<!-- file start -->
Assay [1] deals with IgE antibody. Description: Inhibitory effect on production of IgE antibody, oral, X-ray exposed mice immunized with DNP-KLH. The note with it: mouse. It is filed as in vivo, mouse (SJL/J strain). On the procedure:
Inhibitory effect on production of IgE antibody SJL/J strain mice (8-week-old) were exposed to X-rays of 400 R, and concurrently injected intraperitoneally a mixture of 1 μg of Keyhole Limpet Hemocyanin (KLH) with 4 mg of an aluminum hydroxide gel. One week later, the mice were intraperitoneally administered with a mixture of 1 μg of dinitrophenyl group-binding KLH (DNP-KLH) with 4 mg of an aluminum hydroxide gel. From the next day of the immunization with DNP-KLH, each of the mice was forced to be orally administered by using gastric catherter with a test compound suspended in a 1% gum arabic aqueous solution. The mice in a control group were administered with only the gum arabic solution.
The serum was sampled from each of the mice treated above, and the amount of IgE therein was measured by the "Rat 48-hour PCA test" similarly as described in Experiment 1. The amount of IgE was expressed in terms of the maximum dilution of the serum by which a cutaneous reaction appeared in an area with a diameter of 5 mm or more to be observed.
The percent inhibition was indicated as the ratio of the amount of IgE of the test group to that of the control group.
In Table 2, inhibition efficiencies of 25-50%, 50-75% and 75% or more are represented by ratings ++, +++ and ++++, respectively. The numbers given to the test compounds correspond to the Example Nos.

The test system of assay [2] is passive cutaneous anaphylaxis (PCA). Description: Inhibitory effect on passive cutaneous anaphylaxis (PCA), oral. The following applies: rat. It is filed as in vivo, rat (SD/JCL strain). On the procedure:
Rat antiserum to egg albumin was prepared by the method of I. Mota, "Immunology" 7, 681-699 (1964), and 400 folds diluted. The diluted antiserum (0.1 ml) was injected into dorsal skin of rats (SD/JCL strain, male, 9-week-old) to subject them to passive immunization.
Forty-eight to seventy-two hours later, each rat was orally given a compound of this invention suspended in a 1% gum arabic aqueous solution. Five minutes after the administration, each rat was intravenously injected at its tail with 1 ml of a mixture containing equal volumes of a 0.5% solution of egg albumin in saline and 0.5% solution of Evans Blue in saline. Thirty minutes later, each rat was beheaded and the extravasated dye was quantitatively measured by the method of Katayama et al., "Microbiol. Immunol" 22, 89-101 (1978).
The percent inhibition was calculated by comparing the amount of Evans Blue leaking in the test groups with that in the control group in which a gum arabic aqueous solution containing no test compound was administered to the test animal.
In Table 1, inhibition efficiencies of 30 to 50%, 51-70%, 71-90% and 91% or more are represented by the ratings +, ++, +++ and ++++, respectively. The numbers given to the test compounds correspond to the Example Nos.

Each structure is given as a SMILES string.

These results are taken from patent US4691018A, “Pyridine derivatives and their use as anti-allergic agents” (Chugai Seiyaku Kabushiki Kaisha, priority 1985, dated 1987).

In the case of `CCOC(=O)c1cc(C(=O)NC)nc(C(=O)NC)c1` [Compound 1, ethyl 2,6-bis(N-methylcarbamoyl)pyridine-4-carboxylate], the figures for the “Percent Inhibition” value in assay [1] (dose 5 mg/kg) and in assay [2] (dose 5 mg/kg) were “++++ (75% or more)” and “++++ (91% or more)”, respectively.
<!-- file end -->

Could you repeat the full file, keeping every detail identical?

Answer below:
Assay [1] deals with IgE antibody. Description: Inhibitory effect on production of IgE antibody, oral, X-ray exposed mice immunized with DNP-KLH. The note with it: mouse. It is filed as in vivo, mouse (SJL/J strain). On the procedure:
Inhibitory effect on production of IgE antibody SJL/J strain mice (8-week-old) were exposed to X-rays of 400 R, and concurrently injected intraperitoneally a mixture of 1 μg of Keyhole Limpet Hemocyanin (KLH) with 4 mg of an aluminum hydroxide gel. One week later, the mice were intraperitoneally administered with a mixture of 1 μg of dinitrophenyl group-binding KLH (DNP-KLH) with 4 mg of an aluminum hydroxide gel. From the next day of the immunization with DNP-KLH, each of the mice was forced to be orally administered by using gastric catherter with a test compound suspended in a 1% gum arabic aqueous solution. The mice in a control group were administered with only the gum arabic solution.
The serum was sampled from each of the mice treated above, and the amount of IgE therein was measured by the "Rat 48-hour PCA test" similarly as described in Experiment 1. The amount of IgE was expressed in terms of the maximum dilution of the serum by which a cutaneous reaction appeared in an area with a diameter of 5 mm or more to be observed.
The percent inhibition was indicated as the ratio of the amount of IgE of the test group to that of the control group.
In Table 2, inhibition efficiencies of 25-50%, 50-75% and 75% or more are represented by ratings ++, +++ and ++++, respectively. The numbers given to the test compounds correspond to the Example Nos.

The test system of assay [2] is passive cutaneous anaphylaxis (PCA). Description: Inhibitory effect on passive cutaneous anaphylaxis (PCA), oral. The following applies: rat. It is filed as in vivo, rat (SD/JCL strain). On the procedure:
Rat antiserum to egg albumin was prepared by the method of I. Mota, "Immunology" 7, 681-699 (1964), and 400 folds diluted. The diluted antiserum (0.1 ml) was injected into dorsal skin of rats (SD/JCL strain, male, 9-week-old) to subject them to passive immunization.
Forty-eight to seventy-two hours later, each rat was orally given a compound of this invention suspended in a 1% gum arabic aqueous solution. Five minutes after the administration, each rat was intravenously injected at its tail with 1 ml of a mixture containing equal volumes of a 0.5% solution of egg albumin in saline and 0.5% solution of Evans Blue in saline. Thirty minutes later, each rat was beheaded and the extravasated dye was quantitatively measured by the method of Katayama et al., "Microbiol. Immunol" 22, 89-101 (1978).
The percent inhibition was calculated by comparing the amount of Evans Blue leaking in the test groups with that in the control group in which a gum arabic aqueous solution containing no test compound was administered to the test animal.
In Table 1, inhibition efficiencies of 30 to 50%, 51-70%, 71-90% and 91% or more are represented by the ratings +, ++, +++ and ++++, respectively. The numbers given to the test compounds correspond to the Example Nos.

Each structure is given as a SMILES string.

These results are taken from patent US4691018A, “Pyridine derivatives and their use as anti-allergic agents” (Chugai Seiyaku Kabushiki Kaisha, priority 1985, dated 1987).

In the case of `CCOC(=O)c1cc(C(=O)NC)nc(C(=O)NC)c1` [Compound 1, ethyl 2,6-bis(N-methylcarbamoyl)pyridine-4-carboxylate], the figures for the “Percent Inhibition” value in assay [1] (dose 5 mg/kg) and in assay [2] (dose 5 mg/kg) were “++++ (75% or more)” and “++++ (91% or more)”, respectively.